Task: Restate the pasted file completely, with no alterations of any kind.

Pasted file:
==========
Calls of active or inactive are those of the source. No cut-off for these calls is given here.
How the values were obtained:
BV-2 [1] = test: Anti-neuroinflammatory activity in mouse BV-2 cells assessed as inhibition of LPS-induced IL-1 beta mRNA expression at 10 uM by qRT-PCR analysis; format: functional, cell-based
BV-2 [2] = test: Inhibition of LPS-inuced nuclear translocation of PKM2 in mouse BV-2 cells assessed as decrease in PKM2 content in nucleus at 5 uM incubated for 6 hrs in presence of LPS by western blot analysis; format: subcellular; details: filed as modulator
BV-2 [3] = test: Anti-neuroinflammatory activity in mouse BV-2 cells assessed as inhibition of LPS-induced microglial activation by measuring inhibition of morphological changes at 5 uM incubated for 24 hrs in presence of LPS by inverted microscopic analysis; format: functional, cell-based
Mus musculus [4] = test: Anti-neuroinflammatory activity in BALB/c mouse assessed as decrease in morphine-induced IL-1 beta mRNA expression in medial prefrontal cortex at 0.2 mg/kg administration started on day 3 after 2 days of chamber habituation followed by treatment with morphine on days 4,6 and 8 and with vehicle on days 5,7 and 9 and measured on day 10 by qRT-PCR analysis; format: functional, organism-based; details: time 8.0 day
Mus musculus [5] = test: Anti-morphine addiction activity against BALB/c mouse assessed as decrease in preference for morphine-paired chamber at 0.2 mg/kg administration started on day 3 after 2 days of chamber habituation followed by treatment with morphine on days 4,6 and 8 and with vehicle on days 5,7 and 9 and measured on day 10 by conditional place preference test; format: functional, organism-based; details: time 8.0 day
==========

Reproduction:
Calls of active or inactive are those of the source. No cut-off for these calls is given here.
How the values were obtained:
BV-2 [1] = test: Anti-neuroinflammatory activity in mouse BV-2 cells assessed as inhibition of LPS-induced IL-1 beta mRNA expression at 10 uM by qRT-PCR analysis; format: functional, cell-based
BV-2 [2] = test: Inhibition of LPS-inuced nuclear translocation of PKM2 in mouse BV-2 cells assessed as decrease in PKM2 content in nucleus at 5 uM incubated for 6 hrs in presence of LPS by western blot analysis; format: subcellular; details: filed as modulator
BV-2 [3] = test: Anti-neuroinflammatory activity in mouse BV-2 cells assessed as inhibition of LPS-induced microglial activation by measuring inhibition of morphological changes at 5 uM incubated for 24 hrs in presence of LPS by inverted microscopic analysis; format: functional, cell-based
Mus musculus [4] = test: Anti-neuroinflammatory activity in BALB/c mouse assessed as decrease in morphine-induced IL-1 beta mRNA expression in medial prefrontal cortex at 0.2 mg/kg administration started on day 3 after 2 days of chamber habituation followed by treatment with morphine on days 4,6 and 8 and with vehicle on days 5,7 and 9 and measured on day 10 by qRT-PCR analysis; format: functional, organism-based; details: time 8.0 day
Mus musculus [5] = test: Anti-morphine addiction activity against BALB/c mouse assessed as decrease in preference for morphine-paired chamber at 0.2 mg/kg administration started on day 3 after 2 days of chamber habituation followed by treatment with morphine on days 4,6 and 8 and with vehicle on days 5,7 and 9 and measured on day 10 by conditional place preference test; format: functional, organism-based; details: time 8.0 day